Energy Secretary Jericho Petilla believes that the private sector is more efficient to run power plants as he denied the claims of some lawmakers that the Electrical Power Industry Reform Act or Epira has been a failure.
There are 14 bills or resolutions on Epira pending at the House of Representatives and lawmakers have began hearings on amendments to RA 9136. Some want amendments while others want the law repealed.
“There are provisions that we can amend but as a general perspective of Epira, it should be given a chance,” Petilla told reporters.
“It has worked to some extent, it may need to be finetuned but scrapping it is a whole different issue, what do you replace it with?” he added.
But Akbayan Party-list Rep. Walden Bello insisted that the law should be scrapped.
“This is an antiquated law that has not worked,” he noted during the committee hearing on amendments to Epira.
Bayan Muna Party-list Rep. Neri Colmenares holds the same opinion.
“Epira failed to deliver its promise of low or affordable electricity prices. There are many bills that seek to repeal it, amend it and one of these is to return generation as a public utility,” he said.
Colmenares stressed that under Epira, electricity rates increased.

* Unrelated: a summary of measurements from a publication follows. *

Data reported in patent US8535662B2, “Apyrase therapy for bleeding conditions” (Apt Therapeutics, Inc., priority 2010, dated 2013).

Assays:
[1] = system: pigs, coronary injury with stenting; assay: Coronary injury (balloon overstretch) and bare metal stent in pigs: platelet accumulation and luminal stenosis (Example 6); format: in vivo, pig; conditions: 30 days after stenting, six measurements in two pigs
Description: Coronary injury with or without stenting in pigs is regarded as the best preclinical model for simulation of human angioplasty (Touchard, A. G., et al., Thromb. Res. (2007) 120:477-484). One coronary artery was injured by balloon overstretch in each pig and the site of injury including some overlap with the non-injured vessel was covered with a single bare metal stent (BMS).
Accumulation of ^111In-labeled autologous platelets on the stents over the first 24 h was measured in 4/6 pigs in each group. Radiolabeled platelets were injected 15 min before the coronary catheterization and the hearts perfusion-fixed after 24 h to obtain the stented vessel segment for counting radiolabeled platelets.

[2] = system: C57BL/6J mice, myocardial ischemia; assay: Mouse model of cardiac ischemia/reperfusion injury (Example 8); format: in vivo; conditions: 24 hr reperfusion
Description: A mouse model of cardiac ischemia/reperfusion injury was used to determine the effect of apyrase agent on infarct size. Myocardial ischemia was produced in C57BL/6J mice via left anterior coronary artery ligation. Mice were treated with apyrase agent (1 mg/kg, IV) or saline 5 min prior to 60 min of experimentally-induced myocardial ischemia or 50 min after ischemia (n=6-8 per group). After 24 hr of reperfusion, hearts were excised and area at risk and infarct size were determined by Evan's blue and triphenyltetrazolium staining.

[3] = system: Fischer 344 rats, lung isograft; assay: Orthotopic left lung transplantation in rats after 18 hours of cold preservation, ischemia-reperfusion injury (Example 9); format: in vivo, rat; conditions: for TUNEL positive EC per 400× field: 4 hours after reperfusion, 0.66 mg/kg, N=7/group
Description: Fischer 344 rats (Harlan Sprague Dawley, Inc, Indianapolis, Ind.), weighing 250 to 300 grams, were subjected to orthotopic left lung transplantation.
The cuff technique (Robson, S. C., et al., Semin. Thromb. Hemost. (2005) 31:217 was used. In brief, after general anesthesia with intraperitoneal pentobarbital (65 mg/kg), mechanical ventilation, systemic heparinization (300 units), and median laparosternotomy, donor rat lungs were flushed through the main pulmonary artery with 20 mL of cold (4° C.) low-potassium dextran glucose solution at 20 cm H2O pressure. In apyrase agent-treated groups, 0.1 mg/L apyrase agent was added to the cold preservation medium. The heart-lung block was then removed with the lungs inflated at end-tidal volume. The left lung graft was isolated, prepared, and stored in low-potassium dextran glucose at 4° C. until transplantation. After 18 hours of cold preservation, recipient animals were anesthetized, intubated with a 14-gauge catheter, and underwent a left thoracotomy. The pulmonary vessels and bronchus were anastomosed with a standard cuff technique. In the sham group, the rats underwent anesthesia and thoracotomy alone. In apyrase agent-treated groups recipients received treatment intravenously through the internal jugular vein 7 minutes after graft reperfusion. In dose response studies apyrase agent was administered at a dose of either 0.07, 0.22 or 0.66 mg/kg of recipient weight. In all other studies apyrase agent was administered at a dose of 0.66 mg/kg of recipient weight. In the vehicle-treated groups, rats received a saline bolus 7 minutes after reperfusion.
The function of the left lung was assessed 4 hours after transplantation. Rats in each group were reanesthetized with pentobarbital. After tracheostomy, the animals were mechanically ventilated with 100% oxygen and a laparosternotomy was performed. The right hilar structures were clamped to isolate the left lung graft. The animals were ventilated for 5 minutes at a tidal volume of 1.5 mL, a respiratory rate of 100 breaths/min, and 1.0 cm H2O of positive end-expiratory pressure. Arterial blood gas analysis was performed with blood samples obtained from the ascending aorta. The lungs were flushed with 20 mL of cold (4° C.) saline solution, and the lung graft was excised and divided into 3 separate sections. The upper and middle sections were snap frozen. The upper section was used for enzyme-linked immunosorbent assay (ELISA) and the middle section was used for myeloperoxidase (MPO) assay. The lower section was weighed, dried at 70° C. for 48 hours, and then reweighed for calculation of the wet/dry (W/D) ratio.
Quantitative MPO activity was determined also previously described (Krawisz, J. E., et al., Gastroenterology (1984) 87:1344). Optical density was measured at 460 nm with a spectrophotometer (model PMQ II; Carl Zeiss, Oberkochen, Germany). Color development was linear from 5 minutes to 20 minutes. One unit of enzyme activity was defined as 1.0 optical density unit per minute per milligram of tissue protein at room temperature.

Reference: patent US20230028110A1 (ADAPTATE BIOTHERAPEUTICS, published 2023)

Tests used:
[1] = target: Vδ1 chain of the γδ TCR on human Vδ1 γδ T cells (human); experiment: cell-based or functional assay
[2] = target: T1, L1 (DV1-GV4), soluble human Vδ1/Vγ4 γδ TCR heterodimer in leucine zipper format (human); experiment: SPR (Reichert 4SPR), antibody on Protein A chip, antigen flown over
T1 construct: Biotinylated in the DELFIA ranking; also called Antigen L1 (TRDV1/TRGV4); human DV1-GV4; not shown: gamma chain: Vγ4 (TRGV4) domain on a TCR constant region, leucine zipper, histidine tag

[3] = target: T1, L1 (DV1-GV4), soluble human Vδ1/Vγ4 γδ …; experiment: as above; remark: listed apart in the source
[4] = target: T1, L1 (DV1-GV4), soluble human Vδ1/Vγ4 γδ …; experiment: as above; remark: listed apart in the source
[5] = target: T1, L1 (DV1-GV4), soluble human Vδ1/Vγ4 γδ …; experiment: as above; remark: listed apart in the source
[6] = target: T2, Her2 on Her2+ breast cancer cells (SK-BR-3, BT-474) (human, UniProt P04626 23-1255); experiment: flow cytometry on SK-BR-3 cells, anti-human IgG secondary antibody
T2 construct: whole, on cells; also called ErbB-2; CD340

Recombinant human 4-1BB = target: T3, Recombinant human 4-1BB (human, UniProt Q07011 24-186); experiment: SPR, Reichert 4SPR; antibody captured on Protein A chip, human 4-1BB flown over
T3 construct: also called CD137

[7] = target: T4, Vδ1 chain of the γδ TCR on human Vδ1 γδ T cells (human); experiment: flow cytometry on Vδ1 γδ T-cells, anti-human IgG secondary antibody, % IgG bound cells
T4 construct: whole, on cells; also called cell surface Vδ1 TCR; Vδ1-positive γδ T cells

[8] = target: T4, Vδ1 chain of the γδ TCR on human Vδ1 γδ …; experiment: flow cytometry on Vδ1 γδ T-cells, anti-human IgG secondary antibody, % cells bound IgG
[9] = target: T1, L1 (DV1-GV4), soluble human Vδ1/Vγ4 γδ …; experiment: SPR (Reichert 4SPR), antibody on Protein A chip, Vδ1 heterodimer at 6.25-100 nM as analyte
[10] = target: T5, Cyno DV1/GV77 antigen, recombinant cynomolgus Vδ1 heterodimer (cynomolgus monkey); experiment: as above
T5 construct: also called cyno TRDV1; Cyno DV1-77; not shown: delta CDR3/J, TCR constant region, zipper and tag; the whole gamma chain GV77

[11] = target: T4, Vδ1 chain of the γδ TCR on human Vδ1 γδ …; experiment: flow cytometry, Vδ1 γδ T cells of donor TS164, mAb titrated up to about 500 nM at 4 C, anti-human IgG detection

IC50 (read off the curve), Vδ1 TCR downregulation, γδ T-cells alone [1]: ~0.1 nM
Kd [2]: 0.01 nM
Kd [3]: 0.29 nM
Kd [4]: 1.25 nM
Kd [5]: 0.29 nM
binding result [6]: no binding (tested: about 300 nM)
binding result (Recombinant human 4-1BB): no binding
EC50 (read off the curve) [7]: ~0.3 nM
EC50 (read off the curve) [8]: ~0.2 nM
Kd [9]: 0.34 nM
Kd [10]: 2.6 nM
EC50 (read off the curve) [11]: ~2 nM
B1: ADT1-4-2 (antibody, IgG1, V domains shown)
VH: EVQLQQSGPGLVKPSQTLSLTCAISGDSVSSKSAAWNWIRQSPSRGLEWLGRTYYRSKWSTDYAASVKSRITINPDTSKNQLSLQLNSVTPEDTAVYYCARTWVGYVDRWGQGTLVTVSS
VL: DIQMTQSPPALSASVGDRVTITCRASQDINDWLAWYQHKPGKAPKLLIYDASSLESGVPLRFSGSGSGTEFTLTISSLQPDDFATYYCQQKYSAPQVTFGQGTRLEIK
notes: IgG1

“Instead of delivering promises Epira has in fact brought the opposite. Instead of lower prices, higher prices. Instead of the free market, a monopoly control of the industry. Epira has not brought about a more efficient generation and distribution . . . but so much more inefficient,” Bello said.
“Once the rates increase, the effect is inflationary . . . the price of products that use electricity will increase,” he said, adding that consumers have a chance to fight for a refund but the effects of inflation cannot be undone.
“For example, you can’t go back to the store and say that the pair of shoes you bought was overpriced,” he pointed out.
House Committee on Energy Chairperson Reynaldo Umali vowed an “exhaustive review” of the various measures that seek to repeal, review or revise Epira.